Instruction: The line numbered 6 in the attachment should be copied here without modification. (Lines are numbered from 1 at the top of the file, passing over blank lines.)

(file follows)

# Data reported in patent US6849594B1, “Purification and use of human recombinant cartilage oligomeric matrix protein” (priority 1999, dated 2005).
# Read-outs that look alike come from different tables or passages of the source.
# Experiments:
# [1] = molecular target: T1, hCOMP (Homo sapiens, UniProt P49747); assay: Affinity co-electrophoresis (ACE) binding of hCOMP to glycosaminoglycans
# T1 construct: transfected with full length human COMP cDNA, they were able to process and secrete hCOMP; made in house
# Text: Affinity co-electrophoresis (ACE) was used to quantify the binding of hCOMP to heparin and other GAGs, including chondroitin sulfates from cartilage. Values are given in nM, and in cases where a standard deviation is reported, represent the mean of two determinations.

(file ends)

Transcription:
# Text: Affinity co-electrophoresis (ACE) was used to quantify the binding of hCOMP to heparin and other GAGs, including chondroitin sulfates from cartilage. Values are given in nM, and in cases where a standard deviation is reported, represent the mean of two determinations.